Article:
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UCSF team closer to creating safe embryonic-like stem cells
Date:4/12/2009

A team of UCSF researchers has for the first time used tiny molecules called microRNAs to help turn adult mouse cells back to their embryonic state. These reprogrammed cells are pluripotent, meaning that, like embryonic stem cells, they have the capacity to become any cell type in the body.

The findings suggest that scientists will soon be able to replace retroviruses and even genes currently used in laboratory experiments to induce pluripotency in adult cells. This would make potential stem cell-based therapies safer by eliminating the risks posed to humans by these DNA-based methods, including alteration of the genome and risk of cancer.

"Using small molecules such as microRNAs to manipulate cells will play a major role in the future of stem cell biology," says senior author Robert Blelloch, MD, PhD, of the Eli and Edythe Broad Center for Regeneration Medicine and Stem Cell Research at UCSF.

Scientists are interested in reprogramming because it would offer a way to create cells that provide a genetic match for individual patients. A patient's skin cells could be reverted to pluripotent cells in the culture dish and then prompted to differentiate into adult cells, such as those of the heart, lung and brain. These cells could then be transplanted into patients, without the fear of rejection.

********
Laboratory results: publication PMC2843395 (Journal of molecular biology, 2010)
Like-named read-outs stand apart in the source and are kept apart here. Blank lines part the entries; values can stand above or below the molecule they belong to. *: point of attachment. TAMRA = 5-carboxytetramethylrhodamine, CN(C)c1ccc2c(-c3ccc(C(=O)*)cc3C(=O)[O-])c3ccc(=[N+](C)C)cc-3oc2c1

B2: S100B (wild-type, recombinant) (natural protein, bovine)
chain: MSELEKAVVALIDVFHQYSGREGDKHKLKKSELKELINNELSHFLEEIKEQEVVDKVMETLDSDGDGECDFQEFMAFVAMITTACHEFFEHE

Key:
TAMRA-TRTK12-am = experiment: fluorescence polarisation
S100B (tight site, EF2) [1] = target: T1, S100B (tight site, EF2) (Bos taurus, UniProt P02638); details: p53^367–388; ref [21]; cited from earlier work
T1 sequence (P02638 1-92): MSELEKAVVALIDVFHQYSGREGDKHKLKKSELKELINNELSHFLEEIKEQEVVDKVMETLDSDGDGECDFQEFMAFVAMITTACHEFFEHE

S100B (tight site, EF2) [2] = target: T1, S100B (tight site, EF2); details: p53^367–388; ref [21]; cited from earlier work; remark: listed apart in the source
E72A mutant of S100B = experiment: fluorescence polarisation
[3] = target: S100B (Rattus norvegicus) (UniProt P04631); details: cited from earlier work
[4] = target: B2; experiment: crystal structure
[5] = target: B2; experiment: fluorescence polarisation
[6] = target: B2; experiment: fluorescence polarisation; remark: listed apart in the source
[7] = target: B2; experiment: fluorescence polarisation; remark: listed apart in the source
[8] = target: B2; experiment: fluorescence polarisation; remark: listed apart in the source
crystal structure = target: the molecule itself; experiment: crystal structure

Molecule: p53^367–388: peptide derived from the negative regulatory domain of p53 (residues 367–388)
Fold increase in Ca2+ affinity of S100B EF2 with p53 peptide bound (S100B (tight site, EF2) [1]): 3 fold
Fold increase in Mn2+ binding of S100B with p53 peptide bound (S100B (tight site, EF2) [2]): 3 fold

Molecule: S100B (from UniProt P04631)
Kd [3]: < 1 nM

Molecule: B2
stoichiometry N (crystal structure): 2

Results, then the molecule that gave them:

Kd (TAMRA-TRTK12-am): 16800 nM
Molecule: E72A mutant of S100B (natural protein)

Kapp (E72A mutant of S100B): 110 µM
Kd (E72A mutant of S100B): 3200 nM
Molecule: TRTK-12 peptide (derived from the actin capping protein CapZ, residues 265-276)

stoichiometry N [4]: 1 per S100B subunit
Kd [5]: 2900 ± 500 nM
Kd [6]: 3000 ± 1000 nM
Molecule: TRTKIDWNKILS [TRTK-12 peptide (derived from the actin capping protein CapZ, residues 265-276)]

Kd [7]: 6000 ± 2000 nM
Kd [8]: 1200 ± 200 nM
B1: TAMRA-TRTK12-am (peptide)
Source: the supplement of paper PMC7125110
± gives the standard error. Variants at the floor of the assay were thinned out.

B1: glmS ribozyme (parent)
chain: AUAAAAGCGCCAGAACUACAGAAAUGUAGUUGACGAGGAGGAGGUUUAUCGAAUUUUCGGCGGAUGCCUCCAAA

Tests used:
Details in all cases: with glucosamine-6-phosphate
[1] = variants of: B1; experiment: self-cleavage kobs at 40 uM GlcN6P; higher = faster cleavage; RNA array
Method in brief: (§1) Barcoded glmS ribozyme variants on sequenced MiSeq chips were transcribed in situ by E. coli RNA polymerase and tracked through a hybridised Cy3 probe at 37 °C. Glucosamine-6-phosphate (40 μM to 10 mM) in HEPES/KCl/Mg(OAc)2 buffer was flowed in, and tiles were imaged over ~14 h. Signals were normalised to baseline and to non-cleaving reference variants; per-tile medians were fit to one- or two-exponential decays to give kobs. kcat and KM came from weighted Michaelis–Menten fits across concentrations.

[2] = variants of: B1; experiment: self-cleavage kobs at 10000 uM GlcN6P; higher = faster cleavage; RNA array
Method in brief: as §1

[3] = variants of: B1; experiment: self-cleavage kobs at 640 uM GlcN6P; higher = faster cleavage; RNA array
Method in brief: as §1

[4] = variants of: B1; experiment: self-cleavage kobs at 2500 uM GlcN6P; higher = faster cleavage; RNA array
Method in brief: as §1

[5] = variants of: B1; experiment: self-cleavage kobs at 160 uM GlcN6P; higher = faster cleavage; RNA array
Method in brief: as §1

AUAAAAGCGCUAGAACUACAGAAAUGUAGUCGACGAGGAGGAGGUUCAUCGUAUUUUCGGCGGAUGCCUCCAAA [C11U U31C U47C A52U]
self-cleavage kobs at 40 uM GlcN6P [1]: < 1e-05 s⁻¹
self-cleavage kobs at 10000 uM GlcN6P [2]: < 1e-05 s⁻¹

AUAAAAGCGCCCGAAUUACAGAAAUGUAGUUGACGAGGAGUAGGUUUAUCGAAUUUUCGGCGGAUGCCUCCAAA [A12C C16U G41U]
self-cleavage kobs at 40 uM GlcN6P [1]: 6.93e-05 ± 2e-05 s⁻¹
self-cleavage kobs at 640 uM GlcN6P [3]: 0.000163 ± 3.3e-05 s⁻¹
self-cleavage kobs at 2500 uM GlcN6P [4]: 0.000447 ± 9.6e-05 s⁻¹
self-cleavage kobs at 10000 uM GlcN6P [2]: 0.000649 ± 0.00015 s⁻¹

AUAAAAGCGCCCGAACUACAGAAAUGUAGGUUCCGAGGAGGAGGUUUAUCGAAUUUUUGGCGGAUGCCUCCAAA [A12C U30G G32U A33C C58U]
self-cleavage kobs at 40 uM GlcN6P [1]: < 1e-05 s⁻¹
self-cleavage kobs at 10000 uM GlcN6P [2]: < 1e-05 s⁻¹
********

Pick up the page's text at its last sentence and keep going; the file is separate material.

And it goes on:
The study, reported in the April 12, 2009 advanced online edition of the journal "Nature Biotechnology" and scheduled for the May 8, 2009 print issue, used a combination of microRNAs and retrovirus-introduced genes to transform fibroblast cells -- found throughout the body of mice and humans -- into pluripotent cells.

The current finding comes on the heels of a study published by the group in the December 2008 print edition of "Nature Genetics" that showed that microRNAs, which can be synthesized in the lab, encouraged embryonic stem cells to self-replicate, a finding that has implications for replicating stem cells in
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Contact: Jennifer OBrien
jobrien@pubaff.ucsf.edu
415-476-2557
University of California - San Francisco
Source:Eurekalert

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